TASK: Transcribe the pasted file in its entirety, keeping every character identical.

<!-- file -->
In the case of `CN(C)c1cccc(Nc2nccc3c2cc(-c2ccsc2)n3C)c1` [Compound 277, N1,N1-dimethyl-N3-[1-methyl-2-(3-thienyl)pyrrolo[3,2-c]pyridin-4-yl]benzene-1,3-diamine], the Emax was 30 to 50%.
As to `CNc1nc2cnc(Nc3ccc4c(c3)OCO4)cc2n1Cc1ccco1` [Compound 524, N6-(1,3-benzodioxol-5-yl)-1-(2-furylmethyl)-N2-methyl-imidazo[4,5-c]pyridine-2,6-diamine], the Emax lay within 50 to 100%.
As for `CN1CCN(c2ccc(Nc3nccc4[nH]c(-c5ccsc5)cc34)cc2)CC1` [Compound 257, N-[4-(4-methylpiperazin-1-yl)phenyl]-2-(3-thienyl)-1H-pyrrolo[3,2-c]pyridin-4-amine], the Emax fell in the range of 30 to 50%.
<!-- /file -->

In the case of `CN(C)c1cccc(Nc2nccc3c2cc(-c2ccsc2)n3C)c1` [Compound 277, N1,N1-dimethyl-N3-[1-methyl-2-(3-thienyl)pyrrolo[3,2-c]pyridin-4-yl]benzene-1,3-diamine], the Emax was 30 to 50%.
As to `CNc1nc2cnc(Nc3ccc4c(c3)OCO4)cc2n1Cc1ccco1` [Compound 524, N6-(1,3-benzodioxol-5-yl)-1-(2-furylmethyl)-N2-methyl-imidazo[4,5-c]pyridine-2,6-diamine], the Emax lay within 50 to 100%.
As for `CN1CCN(c2ccc(Nc3nccc4[nH]c(-c5ccsc5)cc34)cc2)CC1` [Compound 257, N-[4-(4-methylpiperazin-1-yl)phenyl]-2-(3-thienyl)-1H-pyrrolo[3,2-c]pyridin-4-amine], the Emax fell in the range of 30 to 50%.